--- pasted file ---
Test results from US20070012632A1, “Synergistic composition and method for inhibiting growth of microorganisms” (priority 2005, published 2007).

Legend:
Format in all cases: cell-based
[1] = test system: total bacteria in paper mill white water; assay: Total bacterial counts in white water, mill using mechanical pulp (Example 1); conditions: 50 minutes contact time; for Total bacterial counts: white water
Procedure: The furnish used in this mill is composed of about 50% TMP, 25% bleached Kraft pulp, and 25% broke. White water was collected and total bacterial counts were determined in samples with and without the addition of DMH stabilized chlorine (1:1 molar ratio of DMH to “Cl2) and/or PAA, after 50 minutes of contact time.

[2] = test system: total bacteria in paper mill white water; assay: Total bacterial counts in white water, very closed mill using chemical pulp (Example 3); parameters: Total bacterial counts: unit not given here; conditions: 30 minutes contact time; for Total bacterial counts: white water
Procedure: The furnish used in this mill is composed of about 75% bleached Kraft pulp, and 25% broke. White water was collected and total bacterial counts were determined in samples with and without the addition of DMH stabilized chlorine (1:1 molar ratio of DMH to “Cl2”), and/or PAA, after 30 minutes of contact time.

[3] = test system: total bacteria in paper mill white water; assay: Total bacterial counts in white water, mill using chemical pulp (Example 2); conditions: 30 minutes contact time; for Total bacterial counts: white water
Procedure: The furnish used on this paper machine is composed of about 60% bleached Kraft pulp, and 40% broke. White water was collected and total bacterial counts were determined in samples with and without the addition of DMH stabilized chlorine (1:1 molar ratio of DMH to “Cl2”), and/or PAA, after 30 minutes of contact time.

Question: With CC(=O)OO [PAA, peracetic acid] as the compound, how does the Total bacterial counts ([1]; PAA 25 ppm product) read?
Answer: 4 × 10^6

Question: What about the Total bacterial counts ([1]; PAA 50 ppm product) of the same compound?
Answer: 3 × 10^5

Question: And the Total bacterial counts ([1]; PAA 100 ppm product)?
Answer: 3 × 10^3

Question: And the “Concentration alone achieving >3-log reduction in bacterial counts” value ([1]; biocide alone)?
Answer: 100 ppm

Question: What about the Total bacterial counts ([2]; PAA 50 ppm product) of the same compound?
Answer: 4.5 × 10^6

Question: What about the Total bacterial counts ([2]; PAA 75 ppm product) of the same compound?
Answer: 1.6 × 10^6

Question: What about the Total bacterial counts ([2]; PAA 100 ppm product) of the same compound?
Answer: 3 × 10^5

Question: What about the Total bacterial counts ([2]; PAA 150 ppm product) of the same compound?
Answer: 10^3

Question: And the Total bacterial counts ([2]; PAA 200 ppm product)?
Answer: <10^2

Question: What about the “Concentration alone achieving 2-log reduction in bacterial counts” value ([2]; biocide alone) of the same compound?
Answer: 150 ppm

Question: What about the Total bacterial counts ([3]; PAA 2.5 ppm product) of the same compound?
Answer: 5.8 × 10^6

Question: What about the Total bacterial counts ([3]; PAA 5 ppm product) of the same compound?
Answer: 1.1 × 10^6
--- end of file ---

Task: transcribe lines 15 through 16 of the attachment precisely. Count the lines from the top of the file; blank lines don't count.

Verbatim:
Answer: 3 × 10^3

Question: And the “Concentration alone achieving >3-log reduction in bacterial counts” value ([1]; biocide alone)?